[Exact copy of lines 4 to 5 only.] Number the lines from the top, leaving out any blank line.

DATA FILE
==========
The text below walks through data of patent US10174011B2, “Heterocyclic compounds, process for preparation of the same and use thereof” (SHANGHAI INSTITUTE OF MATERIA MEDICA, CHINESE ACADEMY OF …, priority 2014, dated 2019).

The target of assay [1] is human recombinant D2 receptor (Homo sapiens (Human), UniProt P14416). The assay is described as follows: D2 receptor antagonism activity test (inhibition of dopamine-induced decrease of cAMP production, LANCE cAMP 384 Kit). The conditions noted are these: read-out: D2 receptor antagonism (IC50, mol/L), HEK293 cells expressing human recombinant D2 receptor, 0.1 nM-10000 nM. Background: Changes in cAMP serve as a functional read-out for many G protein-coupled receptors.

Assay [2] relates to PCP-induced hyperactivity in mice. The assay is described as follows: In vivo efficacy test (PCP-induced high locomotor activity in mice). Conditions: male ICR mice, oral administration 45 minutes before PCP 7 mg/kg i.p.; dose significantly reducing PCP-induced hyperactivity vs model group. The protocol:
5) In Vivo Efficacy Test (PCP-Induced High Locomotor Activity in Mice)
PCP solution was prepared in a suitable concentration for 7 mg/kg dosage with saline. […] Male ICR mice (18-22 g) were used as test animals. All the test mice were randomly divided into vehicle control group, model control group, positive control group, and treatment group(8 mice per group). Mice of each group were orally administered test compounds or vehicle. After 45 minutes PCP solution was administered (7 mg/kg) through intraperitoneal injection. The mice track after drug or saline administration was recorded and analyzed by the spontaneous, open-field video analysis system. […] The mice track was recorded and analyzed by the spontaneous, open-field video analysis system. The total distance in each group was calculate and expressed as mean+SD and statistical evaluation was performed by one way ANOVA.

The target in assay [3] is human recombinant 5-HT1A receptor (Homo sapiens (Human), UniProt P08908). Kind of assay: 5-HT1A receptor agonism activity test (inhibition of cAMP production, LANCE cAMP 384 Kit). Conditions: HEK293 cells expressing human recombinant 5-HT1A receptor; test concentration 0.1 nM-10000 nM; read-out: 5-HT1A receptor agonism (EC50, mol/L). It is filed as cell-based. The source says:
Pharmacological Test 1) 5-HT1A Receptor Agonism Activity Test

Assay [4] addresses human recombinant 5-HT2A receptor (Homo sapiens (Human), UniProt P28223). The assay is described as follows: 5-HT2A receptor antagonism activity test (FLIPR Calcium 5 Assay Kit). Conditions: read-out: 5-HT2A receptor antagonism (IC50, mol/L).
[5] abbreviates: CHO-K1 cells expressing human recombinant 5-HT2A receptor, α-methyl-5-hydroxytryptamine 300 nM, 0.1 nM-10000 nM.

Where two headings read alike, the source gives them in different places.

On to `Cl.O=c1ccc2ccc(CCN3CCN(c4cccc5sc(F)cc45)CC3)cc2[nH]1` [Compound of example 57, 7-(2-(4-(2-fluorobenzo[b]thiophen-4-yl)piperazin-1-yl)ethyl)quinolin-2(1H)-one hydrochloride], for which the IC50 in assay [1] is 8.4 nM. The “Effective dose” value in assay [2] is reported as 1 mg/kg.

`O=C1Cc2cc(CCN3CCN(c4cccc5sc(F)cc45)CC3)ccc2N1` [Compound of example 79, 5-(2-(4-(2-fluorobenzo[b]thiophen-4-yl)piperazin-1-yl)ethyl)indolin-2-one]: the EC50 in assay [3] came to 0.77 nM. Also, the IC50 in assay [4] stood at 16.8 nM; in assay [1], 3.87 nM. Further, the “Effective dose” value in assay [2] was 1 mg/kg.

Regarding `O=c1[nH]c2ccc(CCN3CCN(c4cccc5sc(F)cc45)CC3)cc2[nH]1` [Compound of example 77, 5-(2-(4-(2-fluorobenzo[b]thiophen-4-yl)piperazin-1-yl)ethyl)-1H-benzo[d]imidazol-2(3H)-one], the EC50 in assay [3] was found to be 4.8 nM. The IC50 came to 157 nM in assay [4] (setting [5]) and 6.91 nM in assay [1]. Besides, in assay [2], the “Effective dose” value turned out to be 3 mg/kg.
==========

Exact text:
5) In Vivo Efficacy Test (PCP-Induced High Locomotor Activity in Mice)
PCP solution was prepared in a suitable concentration for 7 mg/kg dosage with saline. […] Male ICR mice (18-22 g) were used as test animals. All the test mice were randomly divided into vehicle control group, model control group, positive control group, and treatment group(8 mice per group). Mice of each group were orally administered test compounds or vehicle. After 45 minutes PCP solution was administered (7 mg/kg) through intraperitoneal injection. The mice track after drug or saline administration was recorded and analyzed by the spontaneous, open-field video analysis system. […] The mice track was recorded and analyzed by the spontaneous, open-field video analysis system. The total distance in each group was calculate and expressed as mean+SD and statistical evaluation was performed by one way ANOVA.